• What makes specialized ETFs appeal to investors? Performance, both raw and risk-adjusted. However, the facts do not align with those expectations. The weighted risk-adjusted return for all specialized ETFs was a disappointing -3.2% annually, after fees. See Figure 2 just below. The negative performance can be attributed to specialized ETFs most recently launched with a gross return of -6% over the post-launch 5 years. However, the underperformance is not due to higher fees or transactions costs. Some comfort can be found in the absolute size of the specialized ETF market.  As of 2019, it was approximately $460 billion AUM. As a comparison broad-based ETFs were only slightly negative, although not significant.

The results are hypothetical results and are NOT an indicator of future results and do NOT represent returns that any investor actually attained. Indexes are unmanaged and do not reflect management or trading fees, and one cannot invest directly in an index.

Why does it matter?

The implications of the competitive landscape for ETFs are mixed. On one hand, they have truly democratized investing. Investors now have access to the benefits of financial markets in one instrument that provides diversification at very low fees. Recently advertised fees on broad-based bond funds have fallen to 3bps. On the other hand, ETF providers have been able to satisfy investor demand for increasingly specialized products even though the evidence suggests they underperform. Are investors becoming worse off due to the effectiveness of the marketing strategies by providers of specialized ETFs?

The most important chart from the paper

The results are hypothetical results and are NOT an indicator of future results and do NOT represent returns that any investor actually attained.  Indexes are unmanaged and do not reflect management or trading fees, and one cannot invest directly in an index.

Abstract

The interplay between investors’ demand and providers’ incentives has shaped the evolution of exchange-traded funds (ETFs). While early ETFs invested in broad-based indexes and therefore offered diversification at low cost, more recent products track niche portfolios and charge high fees. Strikingly, over their first 5 years, specialized ETFs lose about 30% (risk-adjusted). This underperformance cannot be explained by high fees or hedging demand. Rather, it is driven by the overvaluation of the underlying stocks at the time of the launch. Our results are consistent with providers catering to investors’ extrapolative beliefs by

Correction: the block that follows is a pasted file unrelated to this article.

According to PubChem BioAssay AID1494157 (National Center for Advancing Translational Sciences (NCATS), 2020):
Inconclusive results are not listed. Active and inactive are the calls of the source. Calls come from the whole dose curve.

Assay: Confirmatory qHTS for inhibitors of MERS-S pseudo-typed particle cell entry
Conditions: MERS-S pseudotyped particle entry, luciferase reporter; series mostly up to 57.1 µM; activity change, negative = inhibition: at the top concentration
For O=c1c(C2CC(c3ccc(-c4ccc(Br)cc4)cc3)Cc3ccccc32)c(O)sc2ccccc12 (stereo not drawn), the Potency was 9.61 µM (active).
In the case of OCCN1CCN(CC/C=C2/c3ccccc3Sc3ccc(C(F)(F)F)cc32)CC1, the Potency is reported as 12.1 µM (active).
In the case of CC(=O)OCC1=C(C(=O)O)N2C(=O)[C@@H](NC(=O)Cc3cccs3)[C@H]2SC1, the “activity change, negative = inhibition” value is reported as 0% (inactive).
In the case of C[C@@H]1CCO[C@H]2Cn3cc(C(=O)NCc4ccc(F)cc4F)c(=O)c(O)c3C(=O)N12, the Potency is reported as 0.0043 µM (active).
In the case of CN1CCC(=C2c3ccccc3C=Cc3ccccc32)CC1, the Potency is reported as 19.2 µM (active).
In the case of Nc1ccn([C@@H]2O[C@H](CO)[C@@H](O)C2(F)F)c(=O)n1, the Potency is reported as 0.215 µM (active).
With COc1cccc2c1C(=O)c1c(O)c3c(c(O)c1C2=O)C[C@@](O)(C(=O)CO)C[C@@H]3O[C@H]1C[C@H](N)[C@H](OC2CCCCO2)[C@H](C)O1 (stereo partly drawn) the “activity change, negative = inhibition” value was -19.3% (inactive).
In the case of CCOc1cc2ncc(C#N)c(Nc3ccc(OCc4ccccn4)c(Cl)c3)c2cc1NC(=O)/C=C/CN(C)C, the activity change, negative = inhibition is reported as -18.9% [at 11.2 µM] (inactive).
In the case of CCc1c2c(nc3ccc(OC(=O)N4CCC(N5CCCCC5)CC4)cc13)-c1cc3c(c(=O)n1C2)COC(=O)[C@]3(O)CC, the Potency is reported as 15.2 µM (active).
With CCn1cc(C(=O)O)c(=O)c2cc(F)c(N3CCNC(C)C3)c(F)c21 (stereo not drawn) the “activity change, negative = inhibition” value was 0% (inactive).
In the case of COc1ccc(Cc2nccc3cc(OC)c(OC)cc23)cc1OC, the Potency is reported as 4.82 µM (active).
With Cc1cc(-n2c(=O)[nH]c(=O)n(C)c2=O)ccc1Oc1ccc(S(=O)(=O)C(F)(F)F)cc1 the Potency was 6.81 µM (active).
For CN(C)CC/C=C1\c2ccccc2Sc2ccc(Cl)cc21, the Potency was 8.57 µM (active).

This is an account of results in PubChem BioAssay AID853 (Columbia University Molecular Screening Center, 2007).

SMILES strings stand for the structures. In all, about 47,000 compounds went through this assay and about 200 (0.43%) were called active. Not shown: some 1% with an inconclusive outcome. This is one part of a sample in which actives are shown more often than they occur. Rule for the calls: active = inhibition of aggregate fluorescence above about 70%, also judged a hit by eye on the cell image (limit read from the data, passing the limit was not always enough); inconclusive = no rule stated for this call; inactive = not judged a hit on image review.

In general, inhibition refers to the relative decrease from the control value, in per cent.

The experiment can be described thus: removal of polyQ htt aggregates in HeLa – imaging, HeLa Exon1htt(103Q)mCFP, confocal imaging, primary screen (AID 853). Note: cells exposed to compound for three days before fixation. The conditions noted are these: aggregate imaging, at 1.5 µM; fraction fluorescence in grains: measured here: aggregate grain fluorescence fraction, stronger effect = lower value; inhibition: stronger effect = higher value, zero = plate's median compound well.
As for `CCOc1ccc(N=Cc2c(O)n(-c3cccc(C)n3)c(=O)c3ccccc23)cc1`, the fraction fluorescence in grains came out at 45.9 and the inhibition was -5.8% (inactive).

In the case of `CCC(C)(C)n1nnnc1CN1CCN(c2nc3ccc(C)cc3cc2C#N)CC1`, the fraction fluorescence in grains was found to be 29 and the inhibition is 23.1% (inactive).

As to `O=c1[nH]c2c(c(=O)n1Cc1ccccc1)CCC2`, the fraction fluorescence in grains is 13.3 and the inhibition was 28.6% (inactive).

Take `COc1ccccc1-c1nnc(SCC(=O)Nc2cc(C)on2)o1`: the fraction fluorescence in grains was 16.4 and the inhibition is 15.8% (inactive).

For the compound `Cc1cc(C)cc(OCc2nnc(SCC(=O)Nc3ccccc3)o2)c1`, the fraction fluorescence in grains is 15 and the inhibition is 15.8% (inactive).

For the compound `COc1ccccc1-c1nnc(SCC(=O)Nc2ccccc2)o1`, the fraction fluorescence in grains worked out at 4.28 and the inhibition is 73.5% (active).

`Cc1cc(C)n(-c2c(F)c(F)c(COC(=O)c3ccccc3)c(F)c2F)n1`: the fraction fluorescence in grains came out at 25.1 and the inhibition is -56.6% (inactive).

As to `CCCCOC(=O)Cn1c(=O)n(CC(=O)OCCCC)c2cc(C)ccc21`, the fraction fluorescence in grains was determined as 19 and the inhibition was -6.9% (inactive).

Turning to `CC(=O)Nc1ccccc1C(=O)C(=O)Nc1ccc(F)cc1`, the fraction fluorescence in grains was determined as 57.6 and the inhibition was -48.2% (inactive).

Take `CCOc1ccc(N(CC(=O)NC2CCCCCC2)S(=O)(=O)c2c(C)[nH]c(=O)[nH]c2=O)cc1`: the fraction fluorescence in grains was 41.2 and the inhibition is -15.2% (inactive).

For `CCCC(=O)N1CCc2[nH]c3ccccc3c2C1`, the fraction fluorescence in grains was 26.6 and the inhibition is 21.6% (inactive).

issuing specialized ETFs that track attention-grabbing themes.

Received July 16, 2021; editorial decision May 28, 2022 by Editor Ralph Koijen.

I freely concede that the ETF is the greatest marketing innovation of the 21st century. But is the ETF a great innovation that serves investors? I strongly doubt it. In my experience…I have learnt to beware of investment “products,” especially when they are “new” and even more when they are “hot.”

—John Jack Bogle, Financial Times, March 15, 2015

About the Author: Tommi Johnsen, PhD

Tommi Johnsen, PhD
Dr. Tommi Johnsen was a past Director of the Reiman School of Finance and a tenured faculty at the Daniels College of Business at the University of Denver. She has worked extensively as a consultant and investment advisor in the areas of quantitative methods and portfolio construction. She taught at the graduate and undergraduate level and published research in several areas: capital markets, portfolio management and performance analysis, financial applications of econometrics, and the analysis of equity securities. Her publications have appeared in numerous peer-reviewed journals.